Should a BH investor never use futures/options?

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acegolfer
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Should a BH investor never use futures/options?

Post by acegolfer »

When should a long term buy and hold investor use futures/options?
afan
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Re: Should a BH investor never use futures/options?

Post by afan »

For most people, "never." There are some situations where it makes sense. If you get paid in part in stock options, the alternative to accepting them would be refusing them. People who produce commodities, say farmers, may use futures to reduce the volatility of their returns from selling their crops. If you are obligated to hold an undiversified portfolio, say you are an owner of a closely held business, then you need to limit your exposure to that risk. Futures or options could help.
I am sure there are other examples along these lines.
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Beliavsky
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Re: Should a BH investor never use futures/options?

Post by Beliavsky »

acegolfer wrote:When should a long term buy and hold investor use futures/options?
You can

(1) replicate Treasury bond positions in a tax-advantaged manner through Treasury bond futures.
(2) hedge currency risk in international stocks and bonds through currency futures
(3) get commodities exposure by purchasing commodity futures and rolling them
(4) rebalance a portfolio to desired allocations through stock and bond futures rather than selling assets with capital gains

Note that I used the word "can", not "should". I don't currently do any of these things. Unlike passive "cash" strategies, even passive futures strategies require ongoing activity, since contracts expire.
edge
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Re: Should a BH investor never use futures/options?

Post by edge »

You can use them to hedge your exposure to your own company's stock.
wolf359
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Re: Should a BH investor never use futures/options?

Post by wolf359 »

What about writing covered calls against your stash of index ETFs to generate income when in retirement?

If they get called, you can settle with cash, so you can still maintain your position and avoid capital gains. Most of the time, it will simply generate income.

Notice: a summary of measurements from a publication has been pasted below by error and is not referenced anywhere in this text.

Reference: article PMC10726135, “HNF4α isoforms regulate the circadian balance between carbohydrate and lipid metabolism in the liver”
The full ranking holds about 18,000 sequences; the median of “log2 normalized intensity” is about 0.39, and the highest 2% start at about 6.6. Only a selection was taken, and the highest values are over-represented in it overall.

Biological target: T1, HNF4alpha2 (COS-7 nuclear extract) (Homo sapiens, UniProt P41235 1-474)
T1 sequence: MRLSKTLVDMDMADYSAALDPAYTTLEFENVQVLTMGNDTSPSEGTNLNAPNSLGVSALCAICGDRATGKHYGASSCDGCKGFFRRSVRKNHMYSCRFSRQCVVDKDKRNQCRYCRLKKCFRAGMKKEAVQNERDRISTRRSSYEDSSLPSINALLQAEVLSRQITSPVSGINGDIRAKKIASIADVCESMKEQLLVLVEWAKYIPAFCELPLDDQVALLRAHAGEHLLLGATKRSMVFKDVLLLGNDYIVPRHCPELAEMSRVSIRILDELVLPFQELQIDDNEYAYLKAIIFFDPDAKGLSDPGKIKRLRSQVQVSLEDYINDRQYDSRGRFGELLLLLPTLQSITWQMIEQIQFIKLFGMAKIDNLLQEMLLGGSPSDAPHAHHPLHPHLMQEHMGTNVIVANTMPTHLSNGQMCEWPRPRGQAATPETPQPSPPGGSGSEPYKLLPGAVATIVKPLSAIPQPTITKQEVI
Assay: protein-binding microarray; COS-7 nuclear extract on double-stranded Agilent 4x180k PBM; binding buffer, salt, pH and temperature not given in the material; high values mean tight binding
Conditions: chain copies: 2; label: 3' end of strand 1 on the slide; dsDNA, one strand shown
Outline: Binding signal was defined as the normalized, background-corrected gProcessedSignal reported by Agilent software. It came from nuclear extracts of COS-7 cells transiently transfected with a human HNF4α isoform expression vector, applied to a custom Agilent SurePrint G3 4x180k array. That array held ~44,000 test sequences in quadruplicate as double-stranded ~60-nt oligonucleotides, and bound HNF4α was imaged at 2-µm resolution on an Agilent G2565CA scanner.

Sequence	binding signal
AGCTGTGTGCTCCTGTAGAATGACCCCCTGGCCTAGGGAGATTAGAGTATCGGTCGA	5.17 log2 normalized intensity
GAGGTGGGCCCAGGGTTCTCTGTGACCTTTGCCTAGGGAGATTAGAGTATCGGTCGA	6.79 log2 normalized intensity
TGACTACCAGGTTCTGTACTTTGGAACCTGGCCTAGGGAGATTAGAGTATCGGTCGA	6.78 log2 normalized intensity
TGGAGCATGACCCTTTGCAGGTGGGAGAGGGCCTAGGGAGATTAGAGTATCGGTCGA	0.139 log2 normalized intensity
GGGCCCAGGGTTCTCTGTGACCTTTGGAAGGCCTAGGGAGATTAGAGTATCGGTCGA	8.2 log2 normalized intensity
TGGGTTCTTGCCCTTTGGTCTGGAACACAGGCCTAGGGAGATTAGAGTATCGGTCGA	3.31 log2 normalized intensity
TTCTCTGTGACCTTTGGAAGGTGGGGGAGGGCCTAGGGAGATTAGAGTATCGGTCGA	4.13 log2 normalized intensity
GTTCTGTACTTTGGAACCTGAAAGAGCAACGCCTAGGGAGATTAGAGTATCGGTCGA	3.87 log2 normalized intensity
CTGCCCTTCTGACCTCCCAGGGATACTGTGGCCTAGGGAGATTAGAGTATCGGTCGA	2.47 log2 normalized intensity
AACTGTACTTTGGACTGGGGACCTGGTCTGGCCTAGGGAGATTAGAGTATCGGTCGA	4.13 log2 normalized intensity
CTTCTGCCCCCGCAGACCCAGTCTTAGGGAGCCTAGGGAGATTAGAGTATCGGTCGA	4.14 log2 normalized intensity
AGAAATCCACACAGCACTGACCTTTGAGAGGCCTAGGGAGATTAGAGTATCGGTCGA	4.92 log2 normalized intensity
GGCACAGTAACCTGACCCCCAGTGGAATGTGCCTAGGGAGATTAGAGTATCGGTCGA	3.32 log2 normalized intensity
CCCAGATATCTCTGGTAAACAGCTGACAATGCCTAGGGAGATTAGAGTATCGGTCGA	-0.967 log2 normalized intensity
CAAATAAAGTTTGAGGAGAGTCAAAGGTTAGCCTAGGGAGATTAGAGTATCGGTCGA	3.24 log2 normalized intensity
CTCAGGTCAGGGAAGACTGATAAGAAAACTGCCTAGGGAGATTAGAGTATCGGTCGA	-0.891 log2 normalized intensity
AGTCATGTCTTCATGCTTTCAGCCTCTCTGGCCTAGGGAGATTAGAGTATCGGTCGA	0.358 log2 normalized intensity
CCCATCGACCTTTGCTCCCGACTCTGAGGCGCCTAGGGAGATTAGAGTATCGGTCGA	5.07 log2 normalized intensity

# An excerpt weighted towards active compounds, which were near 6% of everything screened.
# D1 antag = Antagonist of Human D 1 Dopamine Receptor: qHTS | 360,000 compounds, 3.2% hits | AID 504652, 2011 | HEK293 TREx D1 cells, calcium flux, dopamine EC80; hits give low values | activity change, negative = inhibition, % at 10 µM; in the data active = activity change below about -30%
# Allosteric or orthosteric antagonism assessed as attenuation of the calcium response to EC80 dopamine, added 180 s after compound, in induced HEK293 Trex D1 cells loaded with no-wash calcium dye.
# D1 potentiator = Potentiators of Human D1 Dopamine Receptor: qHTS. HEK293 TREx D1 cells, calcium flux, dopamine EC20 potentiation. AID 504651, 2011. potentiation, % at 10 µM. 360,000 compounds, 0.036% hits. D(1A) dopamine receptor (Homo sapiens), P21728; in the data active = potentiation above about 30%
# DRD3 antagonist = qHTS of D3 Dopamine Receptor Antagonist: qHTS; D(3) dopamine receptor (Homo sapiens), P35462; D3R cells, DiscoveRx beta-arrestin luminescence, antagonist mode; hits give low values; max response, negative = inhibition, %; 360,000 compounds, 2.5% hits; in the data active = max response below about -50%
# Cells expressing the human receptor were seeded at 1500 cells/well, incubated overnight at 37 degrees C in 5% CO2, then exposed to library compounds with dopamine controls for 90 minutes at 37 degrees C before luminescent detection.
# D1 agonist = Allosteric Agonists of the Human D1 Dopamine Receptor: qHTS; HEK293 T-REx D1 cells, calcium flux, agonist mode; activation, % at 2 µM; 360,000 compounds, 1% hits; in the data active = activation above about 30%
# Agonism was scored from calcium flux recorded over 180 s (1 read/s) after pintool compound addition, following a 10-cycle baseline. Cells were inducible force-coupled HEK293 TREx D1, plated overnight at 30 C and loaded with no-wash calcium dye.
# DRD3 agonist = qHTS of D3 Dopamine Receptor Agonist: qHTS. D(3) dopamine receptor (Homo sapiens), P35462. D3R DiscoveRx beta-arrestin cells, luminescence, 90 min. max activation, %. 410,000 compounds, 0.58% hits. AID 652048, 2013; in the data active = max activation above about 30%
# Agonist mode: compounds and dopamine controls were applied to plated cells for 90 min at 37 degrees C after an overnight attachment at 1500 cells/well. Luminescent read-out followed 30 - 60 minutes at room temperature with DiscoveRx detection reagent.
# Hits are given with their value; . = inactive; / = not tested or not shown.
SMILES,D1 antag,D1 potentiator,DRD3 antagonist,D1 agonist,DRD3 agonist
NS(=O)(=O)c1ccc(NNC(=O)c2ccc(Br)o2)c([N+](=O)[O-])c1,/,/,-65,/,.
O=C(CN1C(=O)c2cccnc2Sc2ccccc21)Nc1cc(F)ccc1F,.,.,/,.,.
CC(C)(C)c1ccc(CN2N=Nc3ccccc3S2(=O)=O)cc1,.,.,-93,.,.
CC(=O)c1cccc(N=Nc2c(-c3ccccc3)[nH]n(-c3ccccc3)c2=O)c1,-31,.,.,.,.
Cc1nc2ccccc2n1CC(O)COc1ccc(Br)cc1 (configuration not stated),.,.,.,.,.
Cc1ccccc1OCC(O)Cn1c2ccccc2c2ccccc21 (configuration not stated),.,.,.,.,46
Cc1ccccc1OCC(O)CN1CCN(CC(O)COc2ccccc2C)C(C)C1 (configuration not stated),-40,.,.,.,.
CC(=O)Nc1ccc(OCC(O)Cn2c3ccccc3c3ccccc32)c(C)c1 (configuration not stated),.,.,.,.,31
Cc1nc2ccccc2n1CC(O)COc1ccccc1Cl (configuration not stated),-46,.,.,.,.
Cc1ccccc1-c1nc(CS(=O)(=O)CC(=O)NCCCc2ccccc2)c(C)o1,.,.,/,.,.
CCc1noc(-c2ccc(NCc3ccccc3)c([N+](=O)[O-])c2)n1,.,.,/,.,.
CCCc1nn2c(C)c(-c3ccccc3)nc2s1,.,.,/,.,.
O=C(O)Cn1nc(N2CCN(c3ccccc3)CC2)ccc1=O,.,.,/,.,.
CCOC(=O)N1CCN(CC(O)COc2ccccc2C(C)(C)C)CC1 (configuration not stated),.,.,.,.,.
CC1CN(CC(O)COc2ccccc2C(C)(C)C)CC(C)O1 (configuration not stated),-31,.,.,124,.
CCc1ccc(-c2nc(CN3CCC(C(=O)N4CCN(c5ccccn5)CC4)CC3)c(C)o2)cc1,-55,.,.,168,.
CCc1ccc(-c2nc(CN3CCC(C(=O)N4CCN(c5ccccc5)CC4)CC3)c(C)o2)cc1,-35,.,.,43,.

This strategy isn't appropriate UNTIL retirement, because it generates short-term taxable income.
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Re: Should a BH investor never use futures/options?

Post by rob »

I have got a lot of my compensation from options in the past - less popular now than it used to be but still common in some industries; I'm not giving them up :D
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Re: Should a BH investor never use futures/options?

Post by wolf359 »

acegolfer wrote:When should a long term buy and hold investor use futures/options?
In my research, I identified DBC and DJP, which are ETFs that attempt to match commodities indexes for buy and hold investors. These ETFs hold futures contracts that match the index, then roll them over as they expire, to provide continuous coverage. They provide diversified commodity exposure if you want to include it as an asset class.

That said, I decided against them for myself. I don't understand commodities well enough, and I think there are execution problems with this way of matching an index. The expenses of doing this are too high for me.

If you want commodities exposure, this is one way to get it. The other way is to buy a basic materials sector fund (which is more closely correlated to equities, but still impacted by commodities prices). Basic materials sector funds avoid direct exposure to futures.
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Re: Should a BH investor never use futures/options?

Post by t3chiman »

acegolfer wrote:When should a long term buy and hold investor use futures/options?
A truism: most purchased options expire worthless. A corollary: most options make money for their sellers.
The classic amateur play is selling out of the money call options on stocks you own. It's easy to do, and can be fun, as long as you don't get greedy.
For instance, for a while, I owned 200sh of Royal Dutch Petroleum. It's one of the richest companies in the world, controls a strategically valued commodity, and pays 5% dividends (on a 60 dollar stock). Its price moves slowly, as do the prices of the associated call options. I recall that the options traded at 50 cents to a couple of dollars, depending. It was easy to sell a couple of options and feel good about making $300 or so free money. Lather, rinse, repeat; end up "making" a few extra percent, and tell yourself you are earning 8-9% on your investment.